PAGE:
Eliminating formal ratings from the CDO world would also foster more competition among those offering credit analysis on a deal. Currently it costs between $500,000 and $1 million to get a CDO rated by both Moody's and S&P. If a CDO arranger only needed to hire one of the two, and the ratings agency merely commented on the perfection of the legal structure, and assured investors that the collateral manager is reputable, I'd say the cost of would drop to less than $100,000. The CDO arranger would then need to find multiple firms to model the deal's cash flow into a Monte Carlo simulator. But this may or may not be the big two ratings agencies. If investors were allowed to personally compare various simulations of a deal's performance, the barriers to entry in the ratings business would plummet. Investors could easily pick out a modeler who was too generous to the CDO arranger, because that model would stick out compared with others. Currently Moody's and S&P basically tells investors to "trust them." If the models were more open and the inputs were modifiable, then we wouldn't need to "trust" anyone. Trust creates a giant barrier to entry. Openness tears that barrier down.
Besides, if a deal really needs a rating, then obtaining either a LOC or insurance policy would be more appropriate. If someone like Bank of America wrote a LOC on a CDO tranche, then the tranche would be legitimately be Aa-rated, rather than having a phantom Aaa rating.
So hopefully this is a start. Look forward to your comments.
Tuesday, October 23, 2007
I've been thinking a lot about loan modifications, which is basically when a bank voluntarily agrees to alter the terms of a loan, and here I'm talking about a mortgage loan, in an attempt to avoid foreclosure.
No one has covered this issue better than Calculated Risk (for example: here but CR and Tanta have done many posts on the subject.) CR and others have spilled a fair amount of virtual ink on the problem that most mortgage loans which have been securitized either cannot be modified, there are severe limitations on modifications, or there is no single party motivated to choose modification.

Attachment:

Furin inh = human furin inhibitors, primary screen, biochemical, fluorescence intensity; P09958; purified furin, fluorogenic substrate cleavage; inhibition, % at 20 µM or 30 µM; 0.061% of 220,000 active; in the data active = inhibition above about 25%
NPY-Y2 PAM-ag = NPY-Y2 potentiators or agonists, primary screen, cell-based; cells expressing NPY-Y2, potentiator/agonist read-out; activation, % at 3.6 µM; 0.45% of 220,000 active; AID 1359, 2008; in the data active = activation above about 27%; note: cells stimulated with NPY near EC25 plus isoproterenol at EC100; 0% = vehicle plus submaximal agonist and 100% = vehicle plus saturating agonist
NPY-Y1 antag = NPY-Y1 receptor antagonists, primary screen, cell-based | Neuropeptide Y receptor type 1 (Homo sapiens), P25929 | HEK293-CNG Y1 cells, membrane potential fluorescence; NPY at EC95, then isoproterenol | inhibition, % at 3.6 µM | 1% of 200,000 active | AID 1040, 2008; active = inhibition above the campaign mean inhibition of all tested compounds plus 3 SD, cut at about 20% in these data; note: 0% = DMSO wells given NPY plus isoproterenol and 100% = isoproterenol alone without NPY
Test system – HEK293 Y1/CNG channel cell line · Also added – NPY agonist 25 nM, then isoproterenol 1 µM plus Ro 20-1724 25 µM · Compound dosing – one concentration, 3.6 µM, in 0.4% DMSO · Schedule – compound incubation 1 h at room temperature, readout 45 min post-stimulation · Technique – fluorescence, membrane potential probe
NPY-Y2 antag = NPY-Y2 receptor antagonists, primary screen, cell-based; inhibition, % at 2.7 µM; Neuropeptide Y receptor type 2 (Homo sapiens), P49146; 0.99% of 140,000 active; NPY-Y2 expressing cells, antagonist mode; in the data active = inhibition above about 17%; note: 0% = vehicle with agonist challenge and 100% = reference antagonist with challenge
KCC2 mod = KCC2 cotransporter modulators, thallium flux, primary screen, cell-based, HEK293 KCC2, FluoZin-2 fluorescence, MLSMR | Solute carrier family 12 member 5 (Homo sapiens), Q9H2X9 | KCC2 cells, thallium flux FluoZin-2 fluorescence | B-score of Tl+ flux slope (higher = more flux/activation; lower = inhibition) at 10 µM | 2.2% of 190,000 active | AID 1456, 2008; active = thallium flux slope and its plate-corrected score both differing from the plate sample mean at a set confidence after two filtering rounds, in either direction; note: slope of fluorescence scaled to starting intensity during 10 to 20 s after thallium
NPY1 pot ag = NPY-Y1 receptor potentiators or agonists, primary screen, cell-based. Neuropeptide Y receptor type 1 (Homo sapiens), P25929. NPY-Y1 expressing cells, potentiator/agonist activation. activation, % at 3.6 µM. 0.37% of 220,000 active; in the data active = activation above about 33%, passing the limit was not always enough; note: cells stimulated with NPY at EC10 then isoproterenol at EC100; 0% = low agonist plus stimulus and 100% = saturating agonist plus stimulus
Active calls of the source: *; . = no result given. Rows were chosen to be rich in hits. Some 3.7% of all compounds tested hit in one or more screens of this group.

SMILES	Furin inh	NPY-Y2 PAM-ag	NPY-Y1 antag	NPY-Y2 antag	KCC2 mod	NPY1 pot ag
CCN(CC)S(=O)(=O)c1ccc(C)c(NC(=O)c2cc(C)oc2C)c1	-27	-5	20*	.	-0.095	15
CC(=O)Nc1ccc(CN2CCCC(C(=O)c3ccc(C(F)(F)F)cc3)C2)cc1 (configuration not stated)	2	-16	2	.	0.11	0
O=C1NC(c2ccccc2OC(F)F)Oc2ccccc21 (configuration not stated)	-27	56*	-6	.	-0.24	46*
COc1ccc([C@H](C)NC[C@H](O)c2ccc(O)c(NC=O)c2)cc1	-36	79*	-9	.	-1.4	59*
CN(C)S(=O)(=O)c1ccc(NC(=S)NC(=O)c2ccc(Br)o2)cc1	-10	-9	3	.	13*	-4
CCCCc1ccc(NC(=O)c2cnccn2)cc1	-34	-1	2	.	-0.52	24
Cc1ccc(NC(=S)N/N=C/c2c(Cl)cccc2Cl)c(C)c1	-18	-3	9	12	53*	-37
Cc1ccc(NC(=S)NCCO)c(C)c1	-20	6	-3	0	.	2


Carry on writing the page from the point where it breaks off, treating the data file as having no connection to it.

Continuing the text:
This leads us to an unfortunate reality. In 2007, given that such a large percentage of loans are held in securitized form, loan modifications are harder than ever to achieve. And yet, given that rate resets are a big part of the subprime problem, its likely that loan mods would be more successful in limiting lender losses than in times past.
Other sites have done a fine job in covering this issue from the consumer's perspective. But AI is all about the cold hearted capitalists, and after all, bond holders are de facto lenders here. So I'm going to give some thoughts about loan modifications from the perspective of a CDO/ABS holder.
In the olden days, back when men were real men, women were real women, and banks were real banks, the negotiation of a loan modification could theoretically be held between all interested parties: the borrower and the lender could actually meet together and hammer something out. If the borrower fell hopelessly behind, the bank could decide whether foreclosure or the modification would result in the minimal loss to the bank.
The securitization business thrives on homogenization. So when it came to the issue of loan modifications, investors wanted strict rules about what could and could not be done. Remember that ABS and RMBS (and later CDOs) were built on complex mathematical models about default and recovery. If a servicer was too aggressive about making mods, then that would mess up the nice neat models. You know, quants get very cranky when you mess with their models...
Loan modifications were often not successful in avoiding eventual foreclosure. But in an investor pool with both senior and junior note holders, the timing of payments becomes a huge issue. Say a loan was modified such that the borrower stayed current for another 8 months but then fell back into arrears and was eventually foreclosed upon. If that loan was in an investor pool, then some of the payments made during the 8 months of modified payments likely went to junior note holders. Senior note holders had a legitimate gripe: had the loan simply been foreclosed upon, payments would have flowed to the senior note holders first, likely leaving nothing for junior note holders. In effect, the loan mod benefited junior note holders at the expense of senior note holders. This is particularly true in pools where there is any kind of trigger. Increased foreclosures may trip the trigger, which usually causes more cash to flow to senior note holders, where as loan mods may prevent a trigger, keeping the junior classes around for longer, soaking up cash.
This view was reiterated on a recent dealer conference call. The traders were advocating senior tranches of subprime pools from the worst originators. The argument went that pools with larger early payment defaults would cause the payment triggers to be tipped. This results in all cash flow being paid sequentially, with the most senior tranches getting all payments until completely paid off. Given that these kinds of bonds are trading at deep discounts and that the structure had substantial subordination to begin with, there is an opportunity for strong returns.